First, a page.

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This manuscript reports on findings of three open label, pilot studies and it reviews studies using rTMS as a maintenance treatment for any disorder. The first pilot study examined whether a patient’s original treatment response to 1 Hz rTMS over temporal cortex could be replicated by stimulating a homologous region of the opposite hemisphere. The second study examined whether a patient’s response to 1Hz rTMS could be replicated by applying 10 Hz rTMS over the same treatment site. The third study applied a 3-day course of maintenance rTMS, either at 1 or 10 Hz, when subjects indicated that the benefit of their last course of treatment was waning. Patients with bilateral subjective tinnitus of at least 6 months duration were recruited from a prior, sham controlled study with treatment crossover that applied 1Hz rTMS over temporal cortex. Both treatment responders and non-responders were recruited. Results indicated, first, that the original treatment response, both positive and negative, is replicated after stimulating a homologous region of the opposite hemisphere; second, patients respond similarly to 1 and 10 Hz stimulation of the same treatment site (an exception was one patient who initially failed 1 Hz stimulation but responded positively to 10 Hz stimulation); and, third, maintenance rTMS had a sustained and additive benefit for tinnitus among treatment responders. Conclusions are that rTMS-induced effects on tinnitus are neither hemisphere specific nor frequency dependent; although, different frequencies of rTMS may have greater potency for a given subject. Maintenance treatment is a well tolerated approach with demonstrated feasibility for managing chronic tinnitus in persons who respond positively to an initial course of treatment.
Repetitive transcranial magnetic stimulation (rTMS) can temporarily decrease subjective tinnitus perception in about 50% of patients (Langguth, et al., 2008; Mennemeier, et al., 2011); although, it is unclear how rTMS decreases tinntus. Subjective tinnitus (hereafter, tinnitus) is defined as the perception of sound in the absence of an internal or external sound source. Fifty million people in the US are affected by tinnitus. Approximately 12 million seek treatment and 3 million are disabled (Shargorodsky, et al., 2010). There is no universal cure that benefits all tinnitus patients. Repetitive TMS is a non-invasive method of regional brain stimulation in which magnetic pulses are delivered over the scalp to induce electric currents in the brain that activate neurons (Bohning, 2000). Most studies of tinnitus apply rTMS over auditory processing areas in either the left or right temporal cortex once per day for one or two weeks. Repetitive TMS treatments for tinnitus have a very good safety margin and their effect is generally greater than placebo (Langguth, et al., 2008) with some exceptions noted (Piccirillo, et al., 2011). It is probably most accurate to state that a subset of tinnitus patients respond positively to rTMS and a subset does not (Mennemeier, et al., 2011).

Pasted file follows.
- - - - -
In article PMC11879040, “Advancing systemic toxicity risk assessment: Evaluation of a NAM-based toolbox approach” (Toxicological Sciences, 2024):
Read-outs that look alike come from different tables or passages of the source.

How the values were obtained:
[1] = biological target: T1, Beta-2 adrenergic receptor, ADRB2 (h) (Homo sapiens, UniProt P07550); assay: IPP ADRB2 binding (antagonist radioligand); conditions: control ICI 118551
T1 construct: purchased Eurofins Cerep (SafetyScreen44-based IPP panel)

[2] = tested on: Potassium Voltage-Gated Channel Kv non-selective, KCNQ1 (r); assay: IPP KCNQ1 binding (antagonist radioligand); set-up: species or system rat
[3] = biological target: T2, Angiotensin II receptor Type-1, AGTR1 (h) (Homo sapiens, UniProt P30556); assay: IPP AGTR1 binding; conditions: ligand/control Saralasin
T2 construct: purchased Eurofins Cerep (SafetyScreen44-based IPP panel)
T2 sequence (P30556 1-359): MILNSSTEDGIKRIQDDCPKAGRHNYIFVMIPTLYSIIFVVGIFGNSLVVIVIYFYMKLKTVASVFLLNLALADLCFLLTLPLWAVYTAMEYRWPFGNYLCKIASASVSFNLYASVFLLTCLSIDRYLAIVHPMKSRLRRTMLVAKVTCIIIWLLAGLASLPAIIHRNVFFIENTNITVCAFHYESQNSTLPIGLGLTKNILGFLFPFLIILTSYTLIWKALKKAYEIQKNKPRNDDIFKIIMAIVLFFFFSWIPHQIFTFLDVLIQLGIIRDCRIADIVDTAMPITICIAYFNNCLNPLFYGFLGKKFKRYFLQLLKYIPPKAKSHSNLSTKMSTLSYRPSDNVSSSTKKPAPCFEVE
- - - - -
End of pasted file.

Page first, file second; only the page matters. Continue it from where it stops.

A positive response to rTMS is operationally defined as a significant decrease from baseline on a tinnitus questionnaire or visual analogue rating of tinnitus loudness or annoyance following treatment (VARL and VARA, respectively). Individual responses to rTMS can range from no response (about 50%) to reports of no remaining tinnitus three months after rTMS treatment (Khedr, et al., 2010). Most patients who respond positively to rTMS treatment report a temporary reduction in tinnitus that lasts for days to weeks, in one or both ears, before tinnitus returns [see for example (Plewnia, et al., 2007)]. Whereas the response rate to rTMS varies from study to study, undoubtedly being influenced by sample size and composition and how tinnitus is assessed, the 50% average is reasonably consistent across studies even when different hemispheres are stimulated and when different frequencies of rTMS are used to treat tinnitus (Khedr, et al., 2008; Khedr, et al., 2010; Langguth, et al, 2010). Additionally, stimulating the hemisphere contralateral to the ear with loudest tinnitus may be more efficacious that targeting either the left or right hemisphere for treatment (De Ridder, et al., 2005; Khedr, et al., 2010).